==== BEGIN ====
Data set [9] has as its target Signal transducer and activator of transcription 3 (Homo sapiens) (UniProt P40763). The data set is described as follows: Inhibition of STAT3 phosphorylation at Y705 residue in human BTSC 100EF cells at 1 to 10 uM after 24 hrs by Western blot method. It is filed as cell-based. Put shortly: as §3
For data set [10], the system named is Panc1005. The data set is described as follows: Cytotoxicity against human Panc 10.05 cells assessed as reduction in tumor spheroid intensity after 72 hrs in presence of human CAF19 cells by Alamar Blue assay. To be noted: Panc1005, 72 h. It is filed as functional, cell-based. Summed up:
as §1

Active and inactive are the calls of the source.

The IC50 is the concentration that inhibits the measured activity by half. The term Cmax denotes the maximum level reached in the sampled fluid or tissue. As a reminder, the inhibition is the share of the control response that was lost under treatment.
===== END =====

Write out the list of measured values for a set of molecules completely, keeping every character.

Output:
Data set [9] has as its target Signal transducer and activator of transcription 3 (Homo sapiens) (UniProt P40763). The data set is described as follows: Inhibition of STAT3 phosphorylation at Y705 residue in human BTSC 100EF cells at 1 to 10 uM after 24 hrs by Western blot method. It is filed as cell-based. Put shortly: as §3
For data set [10], the system named is Panc1005. The data set is described as follows: Cytotoxicity against human Panc 10.05 cells assessed as reduction in tumor spheroid intensity after 72 hrs in presence of human CAF19 cells by Alamar Blue assay. To be noted: Panc1005, 72 h. It is filed as functional, cell-based. Summed up:
as §1

Active and inactive are the calls of the source.

The IC50 is the concentration that inhibits the measured activity by half. The term Cmax denotes the maximum level reached in the sampled fluid or tissue. As a reminder, the inhibition is the share of the control response that was lost under treatment.